Global electricity demand set for modest rebound in 2021 according to new IEA report

AdobeStock 360175286.jpg IEAAfter experiencing its biggest decline in decades, global electricity demand is expected to rebound modestly next year, led by growth in China, India and other emerging economies, according to a new report by the International Energy Agency (IEA)

The historic shock of the Covid-19 crisis is set to result in a 2% decline in global electricity demand in 2020, according to the IEA’s first ever Electricity Market Report. With the recovery of the world economy in 2021, electricity demand is forecast to grow by around 3%. That would be significantly weaker than the rebound in demand of more than 7% in 2010, the year following the global financial crisis.

China will be the only major economy to see higher electricity demand in 2020. However, its expected growth of around 2% is well below its recent average of 6.5%. Other big electricity consumers including the United States, India, Europe, Japan, Korea and Southeast Asia are all set to experience declines for the year as a whole.

Electricity generation from renewable energy is forecast to grow by almost 7% in 2020, squeezing conventional power sources. Coal-fired generation is set to fall by around 5%, the largest decrease on record; nuclear power generation by around 4%; and gas-fired electricity generation by 2%. Overall, CO2 emissions from electricity generation are on course to fall by 5% in 2020.

“Electricity has a central role in today’s energy world - a role that will only increase in importance as clean energy transitions accelerate,” said Fatih Birol, executive director of the IEA. “Based on the very latest data available, the IEA’s new Electricity Market Report provides fresh insights on this critical sector. Starting next year, we will publish a new edition of the report on a half-yearly basis.”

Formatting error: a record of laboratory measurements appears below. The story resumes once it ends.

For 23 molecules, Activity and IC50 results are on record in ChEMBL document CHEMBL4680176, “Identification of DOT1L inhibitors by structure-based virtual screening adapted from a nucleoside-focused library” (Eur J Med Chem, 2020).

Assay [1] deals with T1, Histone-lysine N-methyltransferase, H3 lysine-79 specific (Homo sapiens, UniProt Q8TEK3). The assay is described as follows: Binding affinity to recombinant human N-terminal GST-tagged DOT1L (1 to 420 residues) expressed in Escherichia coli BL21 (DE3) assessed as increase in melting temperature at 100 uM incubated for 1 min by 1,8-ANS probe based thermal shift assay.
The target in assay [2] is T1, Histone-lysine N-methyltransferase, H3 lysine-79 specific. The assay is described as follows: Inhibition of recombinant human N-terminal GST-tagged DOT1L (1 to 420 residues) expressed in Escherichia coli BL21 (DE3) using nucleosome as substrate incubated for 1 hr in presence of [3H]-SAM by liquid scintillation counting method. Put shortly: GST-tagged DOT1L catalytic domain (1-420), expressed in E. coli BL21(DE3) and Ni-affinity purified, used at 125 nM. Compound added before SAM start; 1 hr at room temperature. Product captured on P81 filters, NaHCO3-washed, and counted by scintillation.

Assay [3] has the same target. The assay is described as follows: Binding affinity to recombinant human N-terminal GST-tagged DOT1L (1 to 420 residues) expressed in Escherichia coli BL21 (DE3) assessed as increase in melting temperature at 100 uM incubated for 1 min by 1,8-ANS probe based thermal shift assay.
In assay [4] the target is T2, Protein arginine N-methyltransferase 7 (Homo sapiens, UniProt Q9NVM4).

Falling demand, lower fuel prices and the increase in renewable generation have dragged down wholesale electricity prices in 2020. The IEA’s wholesale electricity market price index, which tracks price movements in major advanced economies, shows an average price decline of 28% this year, after having already fallen by 12% in 2019.

The growth of renewable power generation is forecast to continue in 2021 with an increase of more than 6%, expanding the share of renewables in the power mix to 29% from 28% in 2020. Nuclear power is set for growth of 2.5% next year on rebounds in France and Japan and new plants coming online in China and the United Arab Emirates.

In advanced economies, the growth of renewables and nuclear power will continue to shrink the space remaining for fossil fuel generation. Natural gas is likely to be impacted more than coal as a result of an expected rise in natural gas prices. In emerging and developing economies, demand growth is forecast to outpace increases in renewables and nuclear power, leaving some room for coal and gas generation to expand.

The expected net result globally is that coal-fired generation increases by around 3% in 2021, while gas-fired plants increase output by roughly 1%. This would lead to a rise in CO2 emissions from the power sector of around 2% in 2021.

Alain Charles Publishing, University House, 11-13 Lower Grosvenor Place, London, SW1W 0EX, UK
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